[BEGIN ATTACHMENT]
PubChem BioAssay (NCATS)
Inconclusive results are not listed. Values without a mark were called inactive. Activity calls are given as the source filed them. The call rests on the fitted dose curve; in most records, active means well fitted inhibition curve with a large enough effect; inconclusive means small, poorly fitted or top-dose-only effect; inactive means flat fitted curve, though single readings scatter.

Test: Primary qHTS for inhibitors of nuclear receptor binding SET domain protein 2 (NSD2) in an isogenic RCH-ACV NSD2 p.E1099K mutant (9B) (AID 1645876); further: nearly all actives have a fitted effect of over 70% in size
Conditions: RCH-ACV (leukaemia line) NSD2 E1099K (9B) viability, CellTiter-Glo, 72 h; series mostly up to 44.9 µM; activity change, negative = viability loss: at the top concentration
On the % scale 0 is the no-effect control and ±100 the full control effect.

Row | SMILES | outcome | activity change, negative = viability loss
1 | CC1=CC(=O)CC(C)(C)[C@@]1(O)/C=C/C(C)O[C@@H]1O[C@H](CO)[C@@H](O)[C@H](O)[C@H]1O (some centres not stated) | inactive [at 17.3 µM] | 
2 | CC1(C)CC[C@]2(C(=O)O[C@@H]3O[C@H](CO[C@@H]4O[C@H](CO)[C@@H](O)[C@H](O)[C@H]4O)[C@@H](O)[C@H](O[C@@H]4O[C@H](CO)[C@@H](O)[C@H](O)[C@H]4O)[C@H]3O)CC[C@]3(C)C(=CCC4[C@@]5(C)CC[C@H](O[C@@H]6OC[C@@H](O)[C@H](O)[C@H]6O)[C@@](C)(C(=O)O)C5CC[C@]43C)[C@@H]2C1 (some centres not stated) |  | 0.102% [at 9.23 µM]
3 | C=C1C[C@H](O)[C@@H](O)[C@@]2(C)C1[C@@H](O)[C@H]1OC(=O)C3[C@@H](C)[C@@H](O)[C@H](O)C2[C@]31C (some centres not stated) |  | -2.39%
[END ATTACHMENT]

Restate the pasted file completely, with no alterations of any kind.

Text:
PubChem BioAssay (NCATS)
Inconclusive results are not listed. Values without a mark were called inactive. Activity calls are given as the source filed them. The call rests on the fitted dose curve; in most records, active means well fitted inhibition curve with a large enough effect; inconclusive means small, poorly fitted or top-dose-only effect; inactive means flat fitted curve, though single readings scatter.

Test: Primary qHTS for inhibitors of nuclear receptor binding SET domain protein 2 (NSD2) in an isogenic RCH-ACV NSD2 p.E1099K mutant (9B) (AID 1645876); further: nearly all actives have a fitted effect of over 70% in size
Conditions: RCH-ACV (leukaemia line) NSD2 E1099K (9B) viability, CellTiter-Glo, 72 h; series mostly up to 44.9 µM; activity change, negative = viability loss: at the top concentration
On the % scale 0 is the no-effect control and ±100 the full control effect.

Row | SMILES | outcome | activity change, negative = viability loss
1 | CC1=CC(=O)CC(C)(C)[C@@]1(O)/C=C/C(C)O[C@@H]1O[C@H](CO)[C@@H](O)[C@H](O)[C@H]1O (some centres not stated) | inactive [at 17.3 µM] | 
2 | CC1(C)CC[C@]2(C(=O)O[C@@H]3O[C@H](CO[C@@H]4O[C@H](CO)[C@@H](O)[C@H](O)[C@H]4O)[C@@H](O)[C@H](O[C@@H]4O[C@H](CO)[C@@H](O)[C@H](O)[C@H]4O)[C@H]3O)CC[C@]3(C)C(=CCC4[C@@]5(C)CC[C@H](O[C@@H]6OC[C@@H](O)[C@H](O)[C@H]6O)[C@@](C)(C(=O)O)C5CC[C@]43C)[C@@H]2C1 (some centres not stated) |  | 0.102% [at 9.23 µM]
3 | C=C1C[C@H](O)[C@@H](O)[C@@]2(C)C1[C@@H](O)[C@H]1OC(=O)C3[C@@H](C)[C@@H](O)[C@H](O)C2[C@]31C (some centres not stated) |  | -2.39%